Will My Michigan Pension Get Taxed?
As you prepare for retirement, taxes may be top of mind. A 2011 change to taxation of Michigan pensions remains relevant for Michigan retirees today.
Under this law, your taxation is divided up based upon your birth year (Source: Michigan.gov website):
- Born before 1946: Your pension is not taxed by the state of Michigan.
- Born on or after 1/1/46 to 12/31/1952: Some of your pension gets taxed. You can subtract $20,000/$40,000 for married couple from your pension income to determine taxation. After age 67 (or for the oldest spouse if married), that reduction applies to all forms of income.
- Those born in 1953 or later: Your pension is subject to Michigan income tax until age 67 when they can subtract $20,000 from taxable income, if single, or $40,000 from taxable income for couples filing jointly.
Other considerations: There are a variety of factors that affect your retirement planning and taxes. Those can include your sources of income, planning on how you will access retirement savings such as what order will you spend out of taxable, tax-deferred and tax-exempt assets, Social Security claiming decisions and much more.
We always recommend that you review your personal retirement situation by updating your financial plan with a financial planner. If you have questions about your retirement preparedness or are looking to get serious about retirement, make use of the following resources:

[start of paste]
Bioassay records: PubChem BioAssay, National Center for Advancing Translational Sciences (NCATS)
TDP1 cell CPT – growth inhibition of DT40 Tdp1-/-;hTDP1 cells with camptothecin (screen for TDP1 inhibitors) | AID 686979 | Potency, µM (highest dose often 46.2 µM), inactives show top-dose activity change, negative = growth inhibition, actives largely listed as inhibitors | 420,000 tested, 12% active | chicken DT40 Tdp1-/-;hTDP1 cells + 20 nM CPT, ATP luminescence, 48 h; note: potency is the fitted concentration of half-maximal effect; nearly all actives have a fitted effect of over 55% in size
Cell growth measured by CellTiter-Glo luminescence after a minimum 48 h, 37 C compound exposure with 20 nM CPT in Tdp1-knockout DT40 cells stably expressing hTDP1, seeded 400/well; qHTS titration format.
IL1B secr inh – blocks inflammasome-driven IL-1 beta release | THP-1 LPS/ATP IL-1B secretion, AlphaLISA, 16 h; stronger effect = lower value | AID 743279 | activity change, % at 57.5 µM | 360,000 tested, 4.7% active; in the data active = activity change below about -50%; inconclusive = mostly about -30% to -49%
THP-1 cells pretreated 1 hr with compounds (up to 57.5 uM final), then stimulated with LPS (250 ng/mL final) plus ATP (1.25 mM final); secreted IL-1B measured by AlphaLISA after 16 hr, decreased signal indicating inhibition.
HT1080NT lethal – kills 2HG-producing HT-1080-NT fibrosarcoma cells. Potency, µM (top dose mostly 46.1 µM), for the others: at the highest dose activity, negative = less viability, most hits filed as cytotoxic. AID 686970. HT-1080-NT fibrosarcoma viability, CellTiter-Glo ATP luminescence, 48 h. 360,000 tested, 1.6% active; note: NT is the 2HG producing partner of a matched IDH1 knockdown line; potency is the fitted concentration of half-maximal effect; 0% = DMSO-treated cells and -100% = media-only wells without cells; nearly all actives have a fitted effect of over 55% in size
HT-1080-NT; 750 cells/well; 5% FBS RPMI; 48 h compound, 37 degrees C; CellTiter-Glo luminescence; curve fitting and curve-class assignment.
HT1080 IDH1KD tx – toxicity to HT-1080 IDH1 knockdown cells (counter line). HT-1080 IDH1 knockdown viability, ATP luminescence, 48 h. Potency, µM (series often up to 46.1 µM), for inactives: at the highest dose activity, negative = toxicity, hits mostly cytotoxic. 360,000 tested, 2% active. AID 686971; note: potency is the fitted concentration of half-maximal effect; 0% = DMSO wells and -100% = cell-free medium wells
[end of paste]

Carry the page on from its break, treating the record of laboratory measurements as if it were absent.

- Retirement Readiness Webinar
- Tax Aware Investment Strategies Webinar
- Schedule a meeting to discuss your personal circumstances in context of your financial and retirement plan
This material is being provided for informational purposes only and does not purport to be a complete description of the securities, markets, or developments referred to in this material. The information has been obtained from sources considered to be reliable, but we do not guarantee that the foregoing material is accurate or complete. Please note, changes in tax laws may occur at any time and could have a substantial impact upon each person’s situation. While we are familiar with the tax provisions of the issues presented herein, as Financial Advisors of RJFS, we are not qualified to render advice on tax or legal matters. You should discuss tax or legal matters with the appropriate professional.